number of shares
• The first open-end mutual fund was established on 1924 by the
Massachusetts investors trust
Evolution of Mutual Fund in India
• The history of mutual funds in India can be broadly
divided into four distinct phases
– First Phase - 1964-1987
– Second Phase - 1987-1993 (Entry of Public Sector Funds)
– Third Phase - 1993-2003 (Entry of Private Sector Funds)
– Fourth Phase - since February 2003
First Phase - 1964-1987
• Unit Trust of India (UTI) was established in 1963 by an Act of
• It was set up by the Reserve Bank of India and functioned under the
Regulatory and administrative control of the Reserve Bank of India.
• In 1978 UTI was de-linked from the RBI and the Industrial
Development Bank of India (IDBI) took over the regulatory and
administrative control in place of RBI.
• The first scheme launched by UTI was Unit Scheme 1964.
• At the end of 1988 UTI had Rs. 6,700 crores of assets under
Second Phase - 1987-1993
(Entry of Public Sector Funds)
• 1987 marked the entry of non-UTI, public sector mutual funds set up by public
sector banks and Life Insurance Corporation of India (LIC) and General
Insurance Corporation of India (GIC).
• SBI Mutual Fund was the first non-UTI Mutual Fund established in June 1987
followed by Canbank Mutual Fund (Dec 87), Punjab National Bank Mutual
Fund (Aug 89), Indian Bank Mutual Fund (Nov 89), Bank of India (Jun 90), Bank
of Baroda Mutual Fund (Oct 92).
• LIC established its mutual fund in June 1989 while GIC had set up its mutual
fund in December 1990.
• At the end of 1993, the mutual fund industry had assets under management
of Rs. 47,004 crores.
Third Phase - 1993-2003
(Entry of Private Sector Funds)
• With the entry of private sector funds in 1993, a new era started in the
Indian mutual fund industry, giving the Indian investors a wider choice of
funds. Also, 1993 was the year in which the first Mutual Fund Regulations
came into being, under which all mutual funds, except UTI were to be
registered and governed.
• The erstwhile Kothari Pioneer (now merged with Franklin Templeton) was
the first private sector mutual fund registered in July 1993.
• The 1993 SEBI (Mutual Fund) Regulations were substituted by a more
comprehensive and revised Mutual Fund Regulations in 1996.
• The industry now functions under the SEBI (Mutual Fund) Regulations
• The number of mutual fund houses went on increasing,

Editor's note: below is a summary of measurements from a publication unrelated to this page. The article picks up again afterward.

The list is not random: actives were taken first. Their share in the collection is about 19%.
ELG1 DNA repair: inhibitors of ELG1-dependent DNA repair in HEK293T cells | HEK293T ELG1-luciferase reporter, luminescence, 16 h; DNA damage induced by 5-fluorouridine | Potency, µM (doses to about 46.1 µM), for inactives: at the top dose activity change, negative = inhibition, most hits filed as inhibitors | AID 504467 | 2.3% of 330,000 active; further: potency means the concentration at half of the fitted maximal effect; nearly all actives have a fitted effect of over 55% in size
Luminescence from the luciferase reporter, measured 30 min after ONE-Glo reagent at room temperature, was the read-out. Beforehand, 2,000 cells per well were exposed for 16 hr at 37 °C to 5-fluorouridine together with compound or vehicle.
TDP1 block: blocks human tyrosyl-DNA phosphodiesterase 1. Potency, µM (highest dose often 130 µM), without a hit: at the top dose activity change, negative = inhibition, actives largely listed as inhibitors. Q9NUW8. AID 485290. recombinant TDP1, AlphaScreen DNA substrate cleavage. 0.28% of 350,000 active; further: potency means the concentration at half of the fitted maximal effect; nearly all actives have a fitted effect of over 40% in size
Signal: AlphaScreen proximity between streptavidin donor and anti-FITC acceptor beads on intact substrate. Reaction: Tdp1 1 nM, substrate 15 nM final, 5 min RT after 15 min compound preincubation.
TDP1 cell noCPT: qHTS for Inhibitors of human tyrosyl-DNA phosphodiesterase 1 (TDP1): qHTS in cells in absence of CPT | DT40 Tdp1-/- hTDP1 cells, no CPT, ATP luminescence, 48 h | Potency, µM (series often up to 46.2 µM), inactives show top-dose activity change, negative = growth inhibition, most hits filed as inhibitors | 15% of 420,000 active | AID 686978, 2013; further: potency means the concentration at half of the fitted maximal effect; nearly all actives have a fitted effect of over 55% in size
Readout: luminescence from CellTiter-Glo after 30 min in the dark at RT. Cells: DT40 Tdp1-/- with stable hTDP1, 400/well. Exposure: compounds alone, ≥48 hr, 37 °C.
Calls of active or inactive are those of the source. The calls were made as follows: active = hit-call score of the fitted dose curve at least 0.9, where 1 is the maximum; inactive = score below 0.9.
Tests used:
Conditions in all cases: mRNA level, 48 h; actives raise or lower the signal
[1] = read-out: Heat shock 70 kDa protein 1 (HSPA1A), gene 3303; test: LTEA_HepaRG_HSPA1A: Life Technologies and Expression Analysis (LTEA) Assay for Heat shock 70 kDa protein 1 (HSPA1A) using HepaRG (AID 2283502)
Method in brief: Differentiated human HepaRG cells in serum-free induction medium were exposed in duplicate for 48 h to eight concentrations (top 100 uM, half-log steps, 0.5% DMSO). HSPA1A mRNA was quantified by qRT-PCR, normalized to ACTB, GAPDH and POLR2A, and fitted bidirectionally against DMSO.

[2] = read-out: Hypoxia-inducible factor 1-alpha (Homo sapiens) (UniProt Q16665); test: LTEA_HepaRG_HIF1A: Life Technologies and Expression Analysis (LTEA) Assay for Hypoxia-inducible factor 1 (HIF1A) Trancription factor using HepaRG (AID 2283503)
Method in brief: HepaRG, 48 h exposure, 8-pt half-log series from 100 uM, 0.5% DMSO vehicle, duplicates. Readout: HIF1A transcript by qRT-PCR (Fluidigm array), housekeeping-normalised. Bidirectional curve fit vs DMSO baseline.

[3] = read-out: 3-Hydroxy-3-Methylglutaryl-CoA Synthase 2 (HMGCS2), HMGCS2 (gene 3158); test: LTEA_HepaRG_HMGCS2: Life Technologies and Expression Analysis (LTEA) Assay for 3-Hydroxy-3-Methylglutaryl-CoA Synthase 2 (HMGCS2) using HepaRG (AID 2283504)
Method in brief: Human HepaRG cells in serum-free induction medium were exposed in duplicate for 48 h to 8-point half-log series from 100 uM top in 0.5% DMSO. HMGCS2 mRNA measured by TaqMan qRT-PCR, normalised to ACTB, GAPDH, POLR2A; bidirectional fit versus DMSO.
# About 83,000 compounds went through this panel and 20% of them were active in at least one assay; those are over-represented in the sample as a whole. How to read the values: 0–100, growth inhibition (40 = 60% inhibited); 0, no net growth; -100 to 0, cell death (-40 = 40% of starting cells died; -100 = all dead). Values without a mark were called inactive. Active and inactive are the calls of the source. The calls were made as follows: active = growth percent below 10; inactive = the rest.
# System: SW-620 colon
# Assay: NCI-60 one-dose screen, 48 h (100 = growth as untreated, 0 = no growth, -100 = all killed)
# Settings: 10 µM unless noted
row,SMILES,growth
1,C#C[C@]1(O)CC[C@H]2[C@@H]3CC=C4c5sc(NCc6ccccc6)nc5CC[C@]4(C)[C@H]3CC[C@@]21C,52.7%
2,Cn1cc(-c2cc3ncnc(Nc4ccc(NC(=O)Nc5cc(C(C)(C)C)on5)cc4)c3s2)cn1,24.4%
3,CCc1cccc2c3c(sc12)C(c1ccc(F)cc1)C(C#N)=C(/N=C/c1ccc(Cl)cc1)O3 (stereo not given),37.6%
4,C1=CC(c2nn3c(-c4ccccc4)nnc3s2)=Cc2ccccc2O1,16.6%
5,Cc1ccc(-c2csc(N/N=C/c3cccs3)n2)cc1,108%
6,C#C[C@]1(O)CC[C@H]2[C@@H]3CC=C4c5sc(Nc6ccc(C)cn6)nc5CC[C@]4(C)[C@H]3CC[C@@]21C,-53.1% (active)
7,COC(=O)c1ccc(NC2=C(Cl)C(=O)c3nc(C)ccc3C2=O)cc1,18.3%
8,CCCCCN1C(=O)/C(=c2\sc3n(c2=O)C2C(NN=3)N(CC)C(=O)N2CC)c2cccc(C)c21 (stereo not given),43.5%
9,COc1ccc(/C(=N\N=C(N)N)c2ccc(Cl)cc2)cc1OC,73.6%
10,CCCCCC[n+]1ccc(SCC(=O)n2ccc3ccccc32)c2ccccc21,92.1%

with many foreign mutual funds setting up funds in
India and also the industry has witnessed several
mergers and acquisitions.
• As at the end of January 2003, there were 33 mutual
funds with total assets of Rs. 1,21,805 crores. The Unit
Trust of India with Rs. 44,541 crores of assets under
management was way ahead of other mutual funds.
Fourth Phase - since February 2003
• In February 2003, following the repeal of the Unit Trust of India Act
1963 UTI was bifurcated into two separate entities.
• One is the “Specified Undertaking of the Unit Trust of India” with assets
under management of Rs. 29,835 crores as at the end of January 2003,
• The Specified Undertaking of Unit Trust of India, functioned under an
administrator appointed by GOI, outside of SEBI’s purview, until it was
eventually liquidated in 2008
• The Government asked the SBI, PNB, BOB and LIC to step in as sponsors
of the second part, now called UTI Mutual Fund under SEBI’s
• Currently, 44 AMCs are operating in India and
these comprise private sector companies, joint
ventures (including those with foreign entities),
• The industry has a tiered structure with the top 7
AMCs having 70% of the industry Asset under
• The Association of Mutual Funds in India (AMFI) is dedicated to
developing the Indian Mutual Fund Industry on professional, healthy and
ethical lines and to enhance and maintain standards in all areas with a
view to protecting and promoting the interests of mutual funds and their
• AMFI, the association of SEBI registered mutual funds in India of all the
registered Asset Management Companies, was incorporated on August 22,
1995, as a non-profit organisation.
• As of now, all the 44 Asset Management Companies that are registered
with SEBI, are its members.
Objectives of AMFI
1. To define and maintain high professional and ethical standards in all
areas of operation of mutual fund industry.
2. To recommend and promote best business practices and code of
conduct to be followed by members and others engaged in the activities
of mutual fund and asset management including agencies connected or
involved in the field of capital markets and financial services.
3. To interact with the Securities and Exchange Board of India (SEBI) and to
represent SEBI on all matters concerning the mutual fund industry.
4. To represent the Government, Reserve Bank of India and other bodies
on all matters relating to the Mutual Fund Industry.
5. To undertake nation wide investor awareness programme so as to
promote proper understanding of the concept and working of
6. To disseminate information on Mutual Fund Industry and to
undertake studies and research directly and/or in association with
7. To take disciplinary actions (cancellation of ARN) for violations of
Code of Conduct.
8. To protect the interest of investors/unit holders
Scope of Mutual Fund
• Maintain strict financial discipline and look for quality investments
• Maintaining total fund to expense ratio
• Market behaviour of the scrips they hold
• Their strength in taking calculated risk to hold certain category of
• Their balancing capacity to have diversified mix of scrips in their basket
• The capacity of fund managers to hold liquid assets to meet the investors
claims on time
• Clean and transparent operations
• Courage to handle the situation in times of turbulence
Mutual Fund & Economy
• Since 2004, India has been amongst the fastest growing
market for mutual fund. The growth pattern of mutual
fund industry grew at 29 per cent CAGR as against the
global average 4 per cent.
• Mutual funds have become a very popular channel of
investment for the salaried middle class Indian